All thoughts much appreciated
An inspection port in a fuel tank would be nice to have, but if your tank doesn't have one, I wouldn't lose a lot of sleep over it unless you think you have a problem.

If it's a gasoline fuel tank, any cutting needs to be done with non-sparking tools. An electrical reciprocating saw would be a bad choice here.

You can buy inspection ports. Buy the port(s) first, then cut the hole to match. Be sure the location you chose doesn't have a baffle connected to it.

You should drain the fuel first. Clean up any debris from cutting the hole, then rinse the tank a few times to make sure any debris has been flushed out.
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Old 04-05-2013, 12:44   #7
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Re: cutting an opening into the fuel tank

If the tank has a gauge, you could remove it to get some access to the tank. Be sure you understand why one of the 5 screws that holds it on is longer than the others before you try.
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Old 04-05-2013, 12:50   #8
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Re: cutting an opening into the fuel tank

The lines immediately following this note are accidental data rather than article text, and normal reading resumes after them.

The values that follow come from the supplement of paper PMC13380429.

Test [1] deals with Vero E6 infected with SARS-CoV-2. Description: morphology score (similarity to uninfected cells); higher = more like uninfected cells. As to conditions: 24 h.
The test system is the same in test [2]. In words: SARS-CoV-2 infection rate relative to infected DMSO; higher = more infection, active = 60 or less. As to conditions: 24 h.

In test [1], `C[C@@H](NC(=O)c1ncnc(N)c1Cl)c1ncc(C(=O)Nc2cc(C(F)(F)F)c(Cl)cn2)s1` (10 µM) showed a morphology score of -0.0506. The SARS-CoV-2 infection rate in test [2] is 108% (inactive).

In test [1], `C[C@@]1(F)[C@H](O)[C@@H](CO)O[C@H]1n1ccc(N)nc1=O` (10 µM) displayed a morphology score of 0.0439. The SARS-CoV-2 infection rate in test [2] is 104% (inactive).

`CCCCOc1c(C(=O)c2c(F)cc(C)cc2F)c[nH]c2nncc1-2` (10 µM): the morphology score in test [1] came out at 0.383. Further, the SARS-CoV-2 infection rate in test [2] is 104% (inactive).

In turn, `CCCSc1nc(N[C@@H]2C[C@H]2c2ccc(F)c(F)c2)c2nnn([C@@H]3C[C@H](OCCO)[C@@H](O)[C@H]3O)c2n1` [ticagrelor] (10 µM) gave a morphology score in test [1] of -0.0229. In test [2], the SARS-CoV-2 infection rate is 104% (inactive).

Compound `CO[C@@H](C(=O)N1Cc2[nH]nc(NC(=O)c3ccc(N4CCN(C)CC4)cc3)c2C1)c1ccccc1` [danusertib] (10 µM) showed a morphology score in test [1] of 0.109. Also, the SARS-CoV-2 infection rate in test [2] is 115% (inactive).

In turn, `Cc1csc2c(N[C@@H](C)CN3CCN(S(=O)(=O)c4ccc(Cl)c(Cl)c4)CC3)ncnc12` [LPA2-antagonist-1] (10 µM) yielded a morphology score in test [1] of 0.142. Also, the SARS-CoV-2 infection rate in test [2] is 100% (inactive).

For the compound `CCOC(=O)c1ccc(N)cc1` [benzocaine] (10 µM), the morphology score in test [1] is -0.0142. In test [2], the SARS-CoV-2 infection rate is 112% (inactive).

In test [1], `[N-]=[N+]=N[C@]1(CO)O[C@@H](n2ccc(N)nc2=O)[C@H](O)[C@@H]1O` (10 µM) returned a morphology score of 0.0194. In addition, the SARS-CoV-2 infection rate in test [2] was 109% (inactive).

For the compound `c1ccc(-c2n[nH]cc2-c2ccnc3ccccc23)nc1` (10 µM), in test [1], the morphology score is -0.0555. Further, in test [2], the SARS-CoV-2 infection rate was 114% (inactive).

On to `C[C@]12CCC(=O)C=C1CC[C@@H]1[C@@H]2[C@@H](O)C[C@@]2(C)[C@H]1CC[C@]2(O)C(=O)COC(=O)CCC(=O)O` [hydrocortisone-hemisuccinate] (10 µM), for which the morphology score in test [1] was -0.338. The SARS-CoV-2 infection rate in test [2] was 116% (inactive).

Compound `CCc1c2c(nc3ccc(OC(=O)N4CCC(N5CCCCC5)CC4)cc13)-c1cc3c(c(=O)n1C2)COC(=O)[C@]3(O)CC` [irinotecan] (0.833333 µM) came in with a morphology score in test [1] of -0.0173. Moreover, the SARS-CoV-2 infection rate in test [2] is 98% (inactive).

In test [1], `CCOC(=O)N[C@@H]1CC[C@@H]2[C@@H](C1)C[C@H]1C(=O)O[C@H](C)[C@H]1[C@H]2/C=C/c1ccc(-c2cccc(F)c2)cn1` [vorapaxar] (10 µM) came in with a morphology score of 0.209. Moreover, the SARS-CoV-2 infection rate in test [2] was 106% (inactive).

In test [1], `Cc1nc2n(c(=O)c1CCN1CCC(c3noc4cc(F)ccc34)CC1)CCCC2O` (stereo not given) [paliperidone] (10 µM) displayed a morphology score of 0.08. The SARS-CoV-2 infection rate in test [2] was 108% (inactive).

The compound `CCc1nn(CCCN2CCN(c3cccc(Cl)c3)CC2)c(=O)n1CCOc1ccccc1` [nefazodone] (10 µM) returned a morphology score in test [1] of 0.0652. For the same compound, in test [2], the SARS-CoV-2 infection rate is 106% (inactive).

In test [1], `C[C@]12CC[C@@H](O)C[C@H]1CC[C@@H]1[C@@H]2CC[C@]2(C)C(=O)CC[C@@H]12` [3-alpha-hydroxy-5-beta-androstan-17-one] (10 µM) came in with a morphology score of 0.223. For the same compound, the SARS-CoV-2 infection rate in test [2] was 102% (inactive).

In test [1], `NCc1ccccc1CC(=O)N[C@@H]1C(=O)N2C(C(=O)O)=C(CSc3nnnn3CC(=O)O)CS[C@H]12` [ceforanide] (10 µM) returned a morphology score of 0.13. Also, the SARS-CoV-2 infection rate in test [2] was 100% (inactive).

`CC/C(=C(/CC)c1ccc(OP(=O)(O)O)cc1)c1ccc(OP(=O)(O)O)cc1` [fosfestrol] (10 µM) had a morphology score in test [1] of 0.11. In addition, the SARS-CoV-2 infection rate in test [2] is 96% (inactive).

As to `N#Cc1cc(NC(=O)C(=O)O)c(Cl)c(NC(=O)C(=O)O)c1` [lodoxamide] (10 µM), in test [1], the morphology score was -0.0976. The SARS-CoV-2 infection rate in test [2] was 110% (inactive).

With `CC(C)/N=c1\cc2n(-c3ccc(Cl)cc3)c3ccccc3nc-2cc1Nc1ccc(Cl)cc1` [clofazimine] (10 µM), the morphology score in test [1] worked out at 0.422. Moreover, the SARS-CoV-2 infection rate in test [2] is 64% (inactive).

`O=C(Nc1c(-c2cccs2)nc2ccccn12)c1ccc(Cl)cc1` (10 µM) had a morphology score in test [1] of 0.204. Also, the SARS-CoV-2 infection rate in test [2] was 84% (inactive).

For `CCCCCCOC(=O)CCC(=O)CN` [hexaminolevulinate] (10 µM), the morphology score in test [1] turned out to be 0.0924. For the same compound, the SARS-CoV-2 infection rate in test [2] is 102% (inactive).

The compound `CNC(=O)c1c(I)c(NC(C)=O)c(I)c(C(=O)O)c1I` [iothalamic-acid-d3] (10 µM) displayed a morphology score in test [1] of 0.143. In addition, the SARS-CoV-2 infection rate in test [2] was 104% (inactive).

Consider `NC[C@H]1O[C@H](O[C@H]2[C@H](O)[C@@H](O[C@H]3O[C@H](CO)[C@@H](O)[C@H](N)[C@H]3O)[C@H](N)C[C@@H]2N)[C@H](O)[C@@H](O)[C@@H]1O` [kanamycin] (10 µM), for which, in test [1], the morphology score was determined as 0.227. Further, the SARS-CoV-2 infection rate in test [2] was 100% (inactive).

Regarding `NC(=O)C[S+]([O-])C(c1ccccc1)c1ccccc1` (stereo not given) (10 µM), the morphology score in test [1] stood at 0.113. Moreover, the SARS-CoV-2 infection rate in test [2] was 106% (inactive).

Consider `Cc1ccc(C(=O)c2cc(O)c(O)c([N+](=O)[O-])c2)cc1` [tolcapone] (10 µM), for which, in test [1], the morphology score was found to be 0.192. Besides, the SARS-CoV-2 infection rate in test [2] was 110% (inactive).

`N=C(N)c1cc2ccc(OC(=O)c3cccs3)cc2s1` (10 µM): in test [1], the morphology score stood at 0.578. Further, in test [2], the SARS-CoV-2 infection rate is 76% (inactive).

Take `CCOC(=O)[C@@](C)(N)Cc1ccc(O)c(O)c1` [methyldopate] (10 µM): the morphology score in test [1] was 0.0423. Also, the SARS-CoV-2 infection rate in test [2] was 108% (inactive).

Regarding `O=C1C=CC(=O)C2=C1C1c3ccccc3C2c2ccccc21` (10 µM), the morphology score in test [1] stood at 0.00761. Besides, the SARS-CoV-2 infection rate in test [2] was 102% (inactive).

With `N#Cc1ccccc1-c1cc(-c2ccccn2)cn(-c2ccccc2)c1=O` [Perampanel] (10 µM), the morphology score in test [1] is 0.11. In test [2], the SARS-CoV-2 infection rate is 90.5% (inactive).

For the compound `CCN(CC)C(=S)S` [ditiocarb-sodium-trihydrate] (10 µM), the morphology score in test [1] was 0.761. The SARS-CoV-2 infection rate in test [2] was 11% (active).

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Originally Posted by rwidman View Post
An inspection port in a fuel tank would be nice to have, but if your tank doesn't have one, I wouldn't lose a lot of sleep over it unless you think you have a problem.

If it's a gasoline fuel tank, any cutting needs to be done with non-sparking tools. An electrical reciprocating saw would be a bad choice here.

You can buy inspection ports. Buy the port(s) first, then cut the hole to match. Be sure the location you chose doesn't have a baffle connected to it.

You should drain the fuel first. Clean up any debris from cutting the hole, then rinse the tank a few times to make sure any debris has been flushed out.

I'm sure you know what you're talking about, but several sources told me that standard inspection ports such as you see for water tanks will not hold up to diesel, which is why we cut a hole and made a metal plate with special gasket to go over it.

I would have rather had an inspection port.

My tank was filthy, by the way. The first "wipe" was with 1/4 of an "engine diaper." When it was passed up to me it weighed at least 2 lb. with gunk. I'm amazed my engine ran as well as it did.
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Old 04-05-2013, 13:39   #9
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Re: cutting an opening into the fuel tank

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Originally Posted by Rakuflames View Post
I'm sure you know what you're talking about, but several sources told me that standard inspection ports such as you see for water tanks will not hold up to diesel, which is why we cut a hole and made a metal plate with special gasket to go over it.

I would have rather had an inspection port.

My tank was filthy, by the way. The first "wipe" was with 1/4 of an "engine diaper." When it was passed up to me it weighed at least 2 lb. with gunk. I'm amazed my engine ran as well as it did.
I'm not sure I know what I'm talking about but I'm pretty sure there's at least one company making inspection ports for diesel fuel tanks.

A web search would probably find out for sure.